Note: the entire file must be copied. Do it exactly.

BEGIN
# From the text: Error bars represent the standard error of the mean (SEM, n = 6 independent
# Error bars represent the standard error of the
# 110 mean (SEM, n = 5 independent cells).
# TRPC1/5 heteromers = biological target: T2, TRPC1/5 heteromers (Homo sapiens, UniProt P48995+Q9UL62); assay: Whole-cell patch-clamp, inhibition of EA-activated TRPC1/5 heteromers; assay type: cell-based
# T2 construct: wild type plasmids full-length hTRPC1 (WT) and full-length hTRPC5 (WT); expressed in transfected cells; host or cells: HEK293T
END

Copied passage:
# From the text: Error bars represent the standard error of the mean (SEM, n = 6 independent
# Error bars represent the standard error of the
# 110 mean (SEM, n = 5 independent cells).
# TRPC1/5 heteromers = biological target: T2, TRPC1/5 heteromers (Homo sapiens, UniProt P48995+Q9UL62); assay: Whole-cell patch-clamp, inhibition of EA-activated TRPC1/5 heteromers; assay type: cell-based
# T2 construct: wild type plasmids full-length hTRPC1 (WT) and full-length hTRPC5 (WT); expressed in transfected cells; host or cells: HEK293T